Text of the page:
Retailers are now exploring ways to "digitise" in-store spending by encouraging customers to download shopping and rewards apps, link their loyalty cards to the apps and open these apps while shopping in stores.

 

'Phone out of pocket' activity

"If you can get customers to make shopping a ‘phone out of pocket’ activity and open the app, that gives retailers the opportunity to do one-to-one marketing in the same way the e-commerce players do," Reeve said. "In that way they can start personalising their interactions with you."

Woolworths and liquor retailer Endeavour Group, for example, are working with Eagle Eye to offer personalised promotions and member pricing to loyalty program members in real time.

"Ten years ago, loyalty programs were based on plastic cards and paper vouchers – they were cumbersome to use for customers and our business," said Glenn Baker, Woolworths general manager of Everyday Rewards, which has 13.9 million members.

"The technology that Eagle Eye provides has helped transform how we can reward and recognise our customers in real time."

In the past, when Woolworths sent customers offers to boost rewards points on about 12 items each week, shoppers would need to wait up to two hours once they had boosted the items to earn bonus points when they shopped.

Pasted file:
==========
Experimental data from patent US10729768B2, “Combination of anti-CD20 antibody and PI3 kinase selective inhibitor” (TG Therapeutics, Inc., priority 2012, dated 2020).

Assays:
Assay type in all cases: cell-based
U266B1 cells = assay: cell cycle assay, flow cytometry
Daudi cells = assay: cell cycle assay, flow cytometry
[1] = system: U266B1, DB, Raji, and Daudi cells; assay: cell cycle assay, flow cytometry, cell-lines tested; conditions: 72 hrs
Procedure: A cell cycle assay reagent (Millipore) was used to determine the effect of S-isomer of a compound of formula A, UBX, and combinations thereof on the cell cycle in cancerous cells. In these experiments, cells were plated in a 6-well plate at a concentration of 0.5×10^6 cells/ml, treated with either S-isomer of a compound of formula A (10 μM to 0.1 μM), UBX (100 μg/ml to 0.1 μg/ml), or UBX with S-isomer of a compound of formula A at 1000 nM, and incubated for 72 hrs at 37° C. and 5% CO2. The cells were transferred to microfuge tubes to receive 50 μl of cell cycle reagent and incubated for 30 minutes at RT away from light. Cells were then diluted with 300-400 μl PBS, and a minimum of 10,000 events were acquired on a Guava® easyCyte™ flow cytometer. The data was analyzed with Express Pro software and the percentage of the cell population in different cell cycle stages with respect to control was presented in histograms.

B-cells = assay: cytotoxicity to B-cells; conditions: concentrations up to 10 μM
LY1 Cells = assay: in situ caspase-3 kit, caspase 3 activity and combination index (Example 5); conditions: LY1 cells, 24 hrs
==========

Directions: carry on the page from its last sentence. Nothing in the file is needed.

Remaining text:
Customers can now boost items in the app while browsing in the supermarket and earn points towards discounts as soon as they pay at the checkout. Woolworths' in-store point-of-sale system connects in real-time to its new loyalty platform, which assesses the shopping basket before payment is finalised.

The new platform, which launched in September, enables customers to track their points earning and redeeming as it happens, rather than waiting hours or days. It also enables Woolworths to test the success of offers and campaigns faster and, theoretically, send offers in response to weather and events.

"We have even had members earn points in Woolworths and then redeem immediately next door at Big W or BWS," said Baker.

Endeavour Group’s Dan Murphy's big-box liquor chain has a well-established loyalty scheme, My Dan’s, which has 4.8 million active members who receive member-only pricing in stores and online.

Dan Murphy’s is working with Eagle Eye towards making personalised offers to My Dan’s members in real-time, through the app and through push notifications, when they are stocking up in-store for parties, buying gifts or browsing for a bottle of wine for dinner.

Dan Murphy’s managing director Agi Pfeiffer-Smith said the retailer wanted to become more relevant to customers by making real-time personalised offers and suggestions, "not just pushing out messages when it suits us".

"That’s about getting to a point where we’re able to market in the moment and do things at a time and a place and in a context that’s really relevant to the customer and the social occasion they’re actually shopping for," Pfeiffer-Smith said.